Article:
Oil Gland Issues

The oil glands around your eyes may also be contributing to your blurry vision. These tiny oil glands are known as the meibomian glands, and they may end up producing too little oil or water when you are asleep. This then causes the blurry vision and eye irritation that you wake up with.

When Should You See a Doctor?

Since blurry vision is not a normal occurrence when you wake up, it makes sense that you might be concerned! However, it is typically not something that you need to worry about, even though it is also something that does not happen for everyone. If you do not suffer from this all day– if the blurry vision goes away when you blink or rub your eyes– then you do not need to go to see your eye doctor about this. That being said, unexplained or persistent blurry vision should be addressed.

Blurry morning vision can also be a sign of a stroke if it is accompanied by other symptoms, like slurred speech or dizziness. A concussion or head injury before bed can also cause blurry vision in the morning, so this would be another instance where you should go see a doctor.

Frequently Asked Questions

What eye drops can I use for blurry vision?

If you are suffering from blurry vision, there are a few things that you can do to combat this. A common solution is the application of eye drops to clear up your blurry vision. One brand of eye drops that you can use for this is Vuity.

Vuity is a pilocarpine hydrochloride ophthalmic solution and it was formulated specifically to treat presbyopia. Presbyopia is another name for age related blurry near vision.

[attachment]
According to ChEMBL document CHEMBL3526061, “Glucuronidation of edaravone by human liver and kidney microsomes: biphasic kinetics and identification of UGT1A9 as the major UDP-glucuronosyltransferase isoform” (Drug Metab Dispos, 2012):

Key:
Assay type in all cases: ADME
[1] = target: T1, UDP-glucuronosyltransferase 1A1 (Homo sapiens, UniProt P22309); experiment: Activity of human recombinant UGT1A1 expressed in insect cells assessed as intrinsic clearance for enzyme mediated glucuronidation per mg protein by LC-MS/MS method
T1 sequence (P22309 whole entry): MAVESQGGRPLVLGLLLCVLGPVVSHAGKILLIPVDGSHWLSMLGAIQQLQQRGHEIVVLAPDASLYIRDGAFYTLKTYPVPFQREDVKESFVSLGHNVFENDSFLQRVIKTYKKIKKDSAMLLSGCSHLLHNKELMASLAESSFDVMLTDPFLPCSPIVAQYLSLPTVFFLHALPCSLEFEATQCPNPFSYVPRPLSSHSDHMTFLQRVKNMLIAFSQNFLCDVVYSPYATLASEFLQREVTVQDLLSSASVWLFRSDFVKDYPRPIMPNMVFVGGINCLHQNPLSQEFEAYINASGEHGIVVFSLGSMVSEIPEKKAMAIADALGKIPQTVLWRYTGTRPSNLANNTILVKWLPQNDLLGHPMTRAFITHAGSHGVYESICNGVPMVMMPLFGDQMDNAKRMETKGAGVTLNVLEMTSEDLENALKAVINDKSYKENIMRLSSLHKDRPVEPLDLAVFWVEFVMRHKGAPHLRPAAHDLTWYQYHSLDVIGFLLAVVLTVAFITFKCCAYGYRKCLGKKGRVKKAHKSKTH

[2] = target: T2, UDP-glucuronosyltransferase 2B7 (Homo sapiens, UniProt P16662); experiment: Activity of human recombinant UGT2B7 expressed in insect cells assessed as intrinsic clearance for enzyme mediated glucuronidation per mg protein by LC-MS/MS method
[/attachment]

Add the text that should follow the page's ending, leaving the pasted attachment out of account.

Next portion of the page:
Is there an eye drop that improves your vision?

Usually, eye drops were used to treat inflammation of the eye or to get debris out of the eye, such as dirt or an eyelash that could have gotten into the eye and started to cause irritation.

However, there now are some eye drops that have been formulated to help improve a person’s vision. These are certainly newer to the market.

One of the brands of eye drops that can help to improve the vision of aging people is called Health Smart. These eye drops are FDA approved and can help the user to see better up close, specifically.

Blurry eyes and eye drops

How can I improve blurred vision?

If you are suffering from blurred vision, you obviously want to treat it, as it is an inconvenience to your daily life! There are a few ways that you can fix blurry vision. It will depend upon what is causing it.

For instance, if you are beginning to lose your vision and do not have a prescription yet, you should see your eye doctor and get a prescription so that you can get contacts or eyeglasses. Dry eye can also cause blurred vision, so if you are suffering from dry eye, you should treat this with eye drops.

Can You Sleep With Contact Lenses in?

In is not recommended that you sleep with contact lenses in. Experts say that sleeping with your contacts in increases your risk for a corneal infection, the clear layer protecting the coloured part of your eye.